Photo by Napatr Pat Pumhiran
In case you haven’t already heard, studying is so last year. Yup, the cool cats these days are “grade-tampering;” in other words, hacking into computer systems at school and altering their B’s to A’s. Before I even get into how unethical and stupid these kids are, allow me to provide you with some background information.
A group of high school juniors in Palos Verdes, Calif. were arrested Jan. 26 for breaking into school property and changing their grades on their teachers’ computers in addition to stealing tests and selling them to other students before exam dates. They were each enrolled in a fair share of Advanced Placement and honors classes, which baffles administration as to why students with such high potential to succeed would stoop to such a low level. The students altered their grades to A’s, unbeknownst to teachers until a few weeks ago, when they discovered discrepancies in their bookkeeping.
Here is what I do not understand. If you’re going through all the trouble to steal the master key from the janitor’s closet, breaking into classrooms and stealing tests, all while running the risk of getting in some serious trouble, why not just put in a few hours of good, old-fashioned studying? I don’t understand how many AP classes you’re taking; how dumb can you be? If they were hoping to impress universities with their stellar GPA’s- well, they can just forget about all that now. I’m sure they understand it now, how their foolish actions have jeopardized their chances at any respectable university.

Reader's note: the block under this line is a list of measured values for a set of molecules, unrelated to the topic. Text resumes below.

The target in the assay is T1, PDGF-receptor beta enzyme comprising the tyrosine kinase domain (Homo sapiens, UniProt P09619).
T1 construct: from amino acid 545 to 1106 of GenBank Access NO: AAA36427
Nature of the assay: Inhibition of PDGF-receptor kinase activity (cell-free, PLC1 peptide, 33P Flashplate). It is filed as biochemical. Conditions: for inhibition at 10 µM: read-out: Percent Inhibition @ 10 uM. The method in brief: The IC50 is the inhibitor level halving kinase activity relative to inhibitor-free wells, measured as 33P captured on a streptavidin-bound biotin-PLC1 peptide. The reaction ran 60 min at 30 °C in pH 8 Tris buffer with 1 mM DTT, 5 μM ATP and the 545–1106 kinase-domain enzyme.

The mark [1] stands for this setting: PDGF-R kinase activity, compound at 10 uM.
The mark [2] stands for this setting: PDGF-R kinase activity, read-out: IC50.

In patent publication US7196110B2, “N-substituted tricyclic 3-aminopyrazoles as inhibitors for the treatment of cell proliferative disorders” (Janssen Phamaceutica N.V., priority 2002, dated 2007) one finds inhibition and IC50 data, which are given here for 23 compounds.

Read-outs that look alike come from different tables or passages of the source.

However, it’s not only these kids who are under the mistaken impression that they can get away with this kind of behavior. Cheating runs rampant at high schools and universities across the nation. You may even be oblivious to it, but never doubt that someone could be glancing at your paper, during that philosophy midterm, or that calculus final that you studied so hard for. And now someone who didn’t attempt to learn the material as thoroughly as you did gets to reap the benefits by copying your answers. And not only is that unfair for them, but they are also putting you at risk for allowing someone to cheat off you. How is that fair?
In addition, think of the awkward situation you are putting your teachers in.
“It puts me in an uncomfortable situation,” said History 17A Teacher’s Assistant Ruby Smith. “I’ve seen it done during exams, and unfortunately, I have no choice but to report any academic dishonesty to the professor. It’s a shame, but students really need to think twice before they do it.”
The sad thing is, most of the people who do cheat are able to get away with it. Second-year international student Phoebe Jang says she observes it in classrooms all the time.
“Teachers try to regulate it with assigned seating and stuff like that, but it still happens all the time. It’s unfortunate that students are lacking in academic integrity these days,” said Jang.
Cheating comes in various forms- some not necessarily as extreme as grade-tampering. Many sororities currently have “test banks,” where they file all exams for sisters who enroll in the same classes in the future.
“It’s true. It’s a good way to help a sister out,” said sorority member Jolean Tsai.
Although this isn’t blatant cheating, it is still taking someone else’s work and using it for your benefit.
Come on guys, keep your eyes on your own paper. It’s not rocket science. As for the 12 juniors facing charges for the grade-tampering incidents, well, hopefully they’ve learned their lesson.